Design changes are integral to mechanical innovation. The optimal configuration of a car wash also benefits from developments in chemicals.

“Chemical product selection plays a critical role in efficiency in the car wash environment,” says Joseph Daniel, CEO of ITD Inc. in Tucker, GA. “Two-step chemical systems—alkaline plus acid steps—enable a touchless process, which reduces energy usage and removes wear parts such as brushes and mops.”

Being able to jettison brushes and mops that must be replaced by the precise use of chemicals offers a cost saving to be sure. There’s efficiency there.

The short of it is to think carefully about chemicals. The possibilities chemicals offer for improving outcomes or speeding along excellent outcomes exist throughout the car wash process.

“Selection of a quality pre-soak chemical can remove the front-end employees commonly used to mechanically remove bugs,” says Daniel. “Use of a quality rinse aid chemical on the back end reduces the amount of air required to dry the car, and thus reduces energy usage.”

But the results can be even more dramatic. “A modern car wash can largely be run in automatic fashion without employees, if a proper chemical program is in place,” explains Daniel.

From the Bay State to the Golden State, environmental regulators take an ever-keener interest in vehicle washing (and maintenance). Scrupulous management of wastewater— and recycling/reuse to the extent possible—is the highest priority.

Of course, states like Massachusetts and California lead the way on environmental regulations. Solvents, antifreeze, brake fluid, battery acid, motor oils, fuels, and lubricating grease may wash off a car during washing (or maintenance). Proper handling of the castoff materials must be part of the activity at a car wash.

Some car wash businesses contract with car dealerships. As such, cars that have undergone routine vehicle maintenance may arrive for a wash, which adds to the likelihood of solvents, fluids, etc. released during maintenance being in the wastewater.

360° VIEW

Chain rollers have been supplanted by conveyors. Car washes have changed, and they continue to improve.

Innovation comes from every direction. Steam cleaning exteriors has long been a tool of auto detailers, but steam has been deemed by many as a viable match for coatings—doing an excellent job and doing it with no damage. Expect to see more of it because of the savings in water.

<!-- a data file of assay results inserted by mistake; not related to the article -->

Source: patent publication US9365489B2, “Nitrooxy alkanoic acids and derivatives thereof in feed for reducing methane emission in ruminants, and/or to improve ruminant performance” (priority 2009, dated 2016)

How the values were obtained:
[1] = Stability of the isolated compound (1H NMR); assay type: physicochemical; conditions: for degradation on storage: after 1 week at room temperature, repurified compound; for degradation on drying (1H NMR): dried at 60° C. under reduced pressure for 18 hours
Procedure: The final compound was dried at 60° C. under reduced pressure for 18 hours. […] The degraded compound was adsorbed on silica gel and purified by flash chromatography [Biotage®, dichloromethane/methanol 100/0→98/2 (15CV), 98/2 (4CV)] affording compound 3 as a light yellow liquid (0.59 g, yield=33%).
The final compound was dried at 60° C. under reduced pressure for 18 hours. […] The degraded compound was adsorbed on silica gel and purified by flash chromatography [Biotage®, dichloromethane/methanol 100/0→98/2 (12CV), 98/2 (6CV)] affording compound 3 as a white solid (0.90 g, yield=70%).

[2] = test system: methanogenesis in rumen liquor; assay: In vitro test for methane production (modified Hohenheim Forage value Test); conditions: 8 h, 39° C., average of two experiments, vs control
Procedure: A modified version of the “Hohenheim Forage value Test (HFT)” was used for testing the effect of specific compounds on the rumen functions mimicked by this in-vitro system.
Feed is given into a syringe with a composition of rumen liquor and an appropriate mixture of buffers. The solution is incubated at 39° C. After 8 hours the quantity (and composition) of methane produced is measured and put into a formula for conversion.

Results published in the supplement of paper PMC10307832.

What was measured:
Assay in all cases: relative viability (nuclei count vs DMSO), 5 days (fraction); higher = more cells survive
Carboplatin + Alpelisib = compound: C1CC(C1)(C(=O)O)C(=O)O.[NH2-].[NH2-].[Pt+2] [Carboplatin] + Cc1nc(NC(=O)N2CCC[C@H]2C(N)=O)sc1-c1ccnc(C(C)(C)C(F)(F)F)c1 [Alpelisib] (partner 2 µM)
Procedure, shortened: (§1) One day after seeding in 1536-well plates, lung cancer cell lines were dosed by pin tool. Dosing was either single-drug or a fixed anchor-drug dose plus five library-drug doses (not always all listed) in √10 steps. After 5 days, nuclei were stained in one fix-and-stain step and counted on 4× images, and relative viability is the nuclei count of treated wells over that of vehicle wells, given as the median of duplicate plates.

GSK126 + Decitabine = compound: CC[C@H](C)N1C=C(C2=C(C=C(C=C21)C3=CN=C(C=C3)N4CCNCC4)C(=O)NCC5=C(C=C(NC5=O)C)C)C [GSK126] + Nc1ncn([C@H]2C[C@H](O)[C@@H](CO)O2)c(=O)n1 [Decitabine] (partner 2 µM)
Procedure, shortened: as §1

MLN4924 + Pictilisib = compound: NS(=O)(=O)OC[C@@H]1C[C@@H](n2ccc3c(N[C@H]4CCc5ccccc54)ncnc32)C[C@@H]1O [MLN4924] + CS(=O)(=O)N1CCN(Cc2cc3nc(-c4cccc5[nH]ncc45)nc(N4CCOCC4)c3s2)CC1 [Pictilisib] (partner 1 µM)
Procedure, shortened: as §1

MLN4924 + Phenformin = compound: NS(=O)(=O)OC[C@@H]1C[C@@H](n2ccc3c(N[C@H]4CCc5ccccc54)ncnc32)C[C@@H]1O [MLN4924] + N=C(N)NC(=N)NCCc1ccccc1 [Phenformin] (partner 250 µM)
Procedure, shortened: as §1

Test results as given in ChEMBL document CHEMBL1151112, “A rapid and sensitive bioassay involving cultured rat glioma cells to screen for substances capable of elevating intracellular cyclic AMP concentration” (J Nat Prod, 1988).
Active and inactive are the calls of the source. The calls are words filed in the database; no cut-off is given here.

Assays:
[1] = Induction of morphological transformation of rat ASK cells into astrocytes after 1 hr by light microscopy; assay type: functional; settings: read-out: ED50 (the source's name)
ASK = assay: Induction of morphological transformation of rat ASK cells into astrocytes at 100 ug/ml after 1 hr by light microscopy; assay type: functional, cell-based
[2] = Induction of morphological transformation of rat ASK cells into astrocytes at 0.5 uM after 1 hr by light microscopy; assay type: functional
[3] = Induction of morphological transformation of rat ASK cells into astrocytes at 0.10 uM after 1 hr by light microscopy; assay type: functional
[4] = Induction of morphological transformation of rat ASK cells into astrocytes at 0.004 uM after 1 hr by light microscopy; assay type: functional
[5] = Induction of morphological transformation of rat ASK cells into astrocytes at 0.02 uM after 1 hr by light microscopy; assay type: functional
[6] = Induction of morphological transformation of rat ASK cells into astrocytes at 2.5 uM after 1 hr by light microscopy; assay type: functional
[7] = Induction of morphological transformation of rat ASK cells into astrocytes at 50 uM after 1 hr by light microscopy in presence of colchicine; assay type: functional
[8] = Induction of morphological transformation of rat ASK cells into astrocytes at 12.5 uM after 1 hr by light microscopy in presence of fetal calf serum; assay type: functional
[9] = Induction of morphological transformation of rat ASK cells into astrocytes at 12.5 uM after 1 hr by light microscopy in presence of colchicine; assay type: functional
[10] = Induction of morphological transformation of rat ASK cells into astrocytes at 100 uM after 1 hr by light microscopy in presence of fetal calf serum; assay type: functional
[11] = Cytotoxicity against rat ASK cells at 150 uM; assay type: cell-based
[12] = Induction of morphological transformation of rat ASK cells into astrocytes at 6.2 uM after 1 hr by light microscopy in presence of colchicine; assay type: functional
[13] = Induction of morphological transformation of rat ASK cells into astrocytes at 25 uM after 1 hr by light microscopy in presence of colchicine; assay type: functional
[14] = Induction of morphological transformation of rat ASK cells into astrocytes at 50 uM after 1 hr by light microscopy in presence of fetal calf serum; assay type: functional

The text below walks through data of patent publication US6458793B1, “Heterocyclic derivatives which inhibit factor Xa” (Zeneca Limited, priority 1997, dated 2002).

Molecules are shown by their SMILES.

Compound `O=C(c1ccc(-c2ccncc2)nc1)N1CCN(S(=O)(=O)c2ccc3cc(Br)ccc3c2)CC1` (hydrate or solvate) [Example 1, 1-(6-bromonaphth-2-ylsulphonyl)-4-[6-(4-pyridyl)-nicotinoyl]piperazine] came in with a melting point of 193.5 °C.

The basic tools of car washes keep getting better. While many experts continue to prefer the gentleness of a chamois/chammy, others have been persuaded that synthetics made of microfibers are equally good or better.

CRM [customer relationship management] and POS [point of service] tools have been adopted by many car washes. Whether helping clients keep track of their last wash and wax and reminding them to get another, or conveying the options that might go along with a wash (e.g., wax), the tools help to boost business in some regions.

Subscription plans are also popular in some parts of the country. Washes that offer subscriptions can depend on a steady revenue stream over a set period of time. But if costs rise faster than expected, plans may take a toll on a business.

In some parts of the country, CRM and subscriptions might not be worth the investment. There is a pool of customers that simply want a good, quick wash when needed. Indeed, where permitting rules are sufficiently flexible, self-serve washes are still available and often tied to a convenience store or a gas station. Just as with any business, a car wash must know its market.

Whether the choice is a basic wash or one with add-ons, almost every customer wants one thing: speed. Car washes must be able to gauge and accommodate the flow of customers. In certain urban areas, the jams that occur at the entrances to car washes cause some would-be customers to get out of line and skip the wash. (CRM systems can help prevent bottlenecks by encouraging customers to arrive or schedule washes when they can enter, get clean, and exit without a wait.)

About that “clean” outcome: Tying a clean car to safety is not a genuine innovation. Yet the link could be more widely used to remind drivers that windshields and lights especially should be clean for safety. Tires should never be so soiled that the dirt or debris on them has under-tread skid potential.

Clean and safe and convenient: cars.